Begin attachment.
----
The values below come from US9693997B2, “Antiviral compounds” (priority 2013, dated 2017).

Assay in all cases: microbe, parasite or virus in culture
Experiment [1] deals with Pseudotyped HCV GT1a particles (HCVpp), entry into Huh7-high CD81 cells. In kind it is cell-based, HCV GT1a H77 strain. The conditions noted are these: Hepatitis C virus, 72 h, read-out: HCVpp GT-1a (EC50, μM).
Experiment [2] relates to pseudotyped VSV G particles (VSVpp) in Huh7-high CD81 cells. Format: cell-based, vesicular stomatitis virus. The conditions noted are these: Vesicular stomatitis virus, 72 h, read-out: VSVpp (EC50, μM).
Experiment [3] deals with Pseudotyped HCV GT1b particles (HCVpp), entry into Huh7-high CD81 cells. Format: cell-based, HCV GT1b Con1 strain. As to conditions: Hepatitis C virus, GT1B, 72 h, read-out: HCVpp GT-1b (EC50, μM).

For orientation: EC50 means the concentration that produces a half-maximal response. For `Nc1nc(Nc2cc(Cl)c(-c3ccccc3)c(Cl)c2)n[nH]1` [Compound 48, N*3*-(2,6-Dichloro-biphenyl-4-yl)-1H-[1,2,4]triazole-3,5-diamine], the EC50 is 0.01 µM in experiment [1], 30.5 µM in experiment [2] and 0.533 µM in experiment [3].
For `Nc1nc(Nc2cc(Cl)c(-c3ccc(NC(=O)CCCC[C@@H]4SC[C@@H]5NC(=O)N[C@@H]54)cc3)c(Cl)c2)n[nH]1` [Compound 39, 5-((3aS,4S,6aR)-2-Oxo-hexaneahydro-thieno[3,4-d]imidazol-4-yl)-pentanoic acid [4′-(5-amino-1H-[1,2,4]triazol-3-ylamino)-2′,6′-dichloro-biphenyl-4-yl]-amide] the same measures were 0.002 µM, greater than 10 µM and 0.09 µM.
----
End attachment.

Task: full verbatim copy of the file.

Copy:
The values below come from US9693997B2, “Antiviral compounds” (priority 2013, dated 2017).

Assay in all cases: microbe, parasite or virus in culture
Experiment [1] deals with Pseudotyped HCV GT1a particles (HCVpp), entry into Huh7-high CD81 cells. In kind it is cell-based, HCV GT1a H77 strain. The conditions noted are these: Hepatitis C virus, 72 h, read-out: HCVpp GT-1a (EC50, μM).
Experiment [2] relates to pseudotyped VSV G particles (VSVpp) in Huh7-high CD81 cells. Format: cell-based, vesicular stomatitis virus. The conditions noted are these: Vesicular stomatitis virus, 72 h, read-out: VSVpp (EC50, μM).
Experiment [3] deals with Pseudotyped HCV GT1b particles (HCVpp), entry into Huh7-high CD81 cells. Format: cell-based, HCV GT1b Con1 strain. As to conditions: Hepatitis C virus, GT1B, 72 h, read-out: HCVpp GT-1b (EC50, μM).

For orientation: EC50 means the concentration that produces a half-maximal response. For `Nc1nc(Nc2cc(Cl)c(-c3ccccc3)c(Cl)c2)n[nH]1` [Compound 48, N*3*-(2,6-Dichloro-biphenyl-4-yl)-1H-[1,2,4]triazole-3,5-diamine], the EC50 is 0.01 µM in experiment [1], 30.5 µM in experiment [2] and 0.533 µM in experiment [3].
For `Nc1nc(Nc2cc(Cl)c(-c3ccc(NC(=O)CCCC[C@@H]4SC[C@@H]5NC(=O)N[C@@H]54)cc3)c(Cl)c2)n[nH]1` [Compound 39, 5-((3aS,4S,6aR)-2-Oxo-hexaneahydro-thieno[3,4-d]imidazol-4-yl)-pentanoic acid [4′-(5-amino-1H-[1,2,4]triazol-3-ylamino)-2′,6′-dichloro-biphenyl-4-yl]-amide] the same measures were 0.002 µM, greater than 10 µM and 0.09 µM.